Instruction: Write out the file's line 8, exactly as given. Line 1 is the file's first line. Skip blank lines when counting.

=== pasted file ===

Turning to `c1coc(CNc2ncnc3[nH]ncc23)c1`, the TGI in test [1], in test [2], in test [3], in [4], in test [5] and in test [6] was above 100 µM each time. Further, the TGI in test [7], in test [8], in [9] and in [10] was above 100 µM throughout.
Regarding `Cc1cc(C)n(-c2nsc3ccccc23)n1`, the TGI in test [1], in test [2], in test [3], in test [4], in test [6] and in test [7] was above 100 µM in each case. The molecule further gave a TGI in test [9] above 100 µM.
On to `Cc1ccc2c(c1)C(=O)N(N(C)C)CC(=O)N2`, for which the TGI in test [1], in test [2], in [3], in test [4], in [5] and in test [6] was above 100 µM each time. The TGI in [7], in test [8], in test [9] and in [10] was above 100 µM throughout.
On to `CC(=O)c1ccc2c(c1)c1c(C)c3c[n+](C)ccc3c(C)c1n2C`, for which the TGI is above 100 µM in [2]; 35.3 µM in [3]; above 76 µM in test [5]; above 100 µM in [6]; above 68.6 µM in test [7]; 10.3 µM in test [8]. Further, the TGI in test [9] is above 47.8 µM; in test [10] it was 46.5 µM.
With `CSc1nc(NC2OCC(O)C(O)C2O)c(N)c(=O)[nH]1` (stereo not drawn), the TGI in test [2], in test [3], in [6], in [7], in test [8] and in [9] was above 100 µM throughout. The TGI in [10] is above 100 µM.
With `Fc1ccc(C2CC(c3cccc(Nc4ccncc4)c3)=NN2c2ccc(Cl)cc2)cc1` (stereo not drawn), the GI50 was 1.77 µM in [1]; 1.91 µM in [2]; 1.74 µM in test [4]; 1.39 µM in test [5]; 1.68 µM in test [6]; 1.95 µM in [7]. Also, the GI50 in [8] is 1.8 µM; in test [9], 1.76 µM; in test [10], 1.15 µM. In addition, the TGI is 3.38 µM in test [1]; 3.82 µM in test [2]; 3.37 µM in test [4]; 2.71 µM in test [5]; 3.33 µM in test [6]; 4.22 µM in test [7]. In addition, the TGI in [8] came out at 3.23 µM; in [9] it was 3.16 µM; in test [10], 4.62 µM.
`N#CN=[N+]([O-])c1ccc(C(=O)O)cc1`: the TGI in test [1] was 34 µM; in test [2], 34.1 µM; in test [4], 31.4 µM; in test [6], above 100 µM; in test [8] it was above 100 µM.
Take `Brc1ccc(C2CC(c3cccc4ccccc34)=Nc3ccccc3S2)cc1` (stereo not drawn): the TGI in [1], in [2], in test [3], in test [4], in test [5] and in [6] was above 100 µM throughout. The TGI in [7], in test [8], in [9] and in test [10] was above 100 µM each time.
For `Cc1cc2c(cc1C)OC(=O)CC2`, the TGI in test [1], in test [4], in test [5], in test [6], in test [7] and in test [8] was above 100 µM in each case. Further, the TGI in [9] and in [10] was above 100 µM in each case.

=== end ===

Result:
Take `Brc1ccc(C2CC(c3cccc4ccccc34)=Nc3ccccc3S2)cc1` (stereo not drawn): the TGI in [1], in [2], in test [3], in test [4], in test [5] and in [6] was above 100 µM throughout. The TGI in [7], in test [8], in [9] and in test [10] was above 100 µM each time.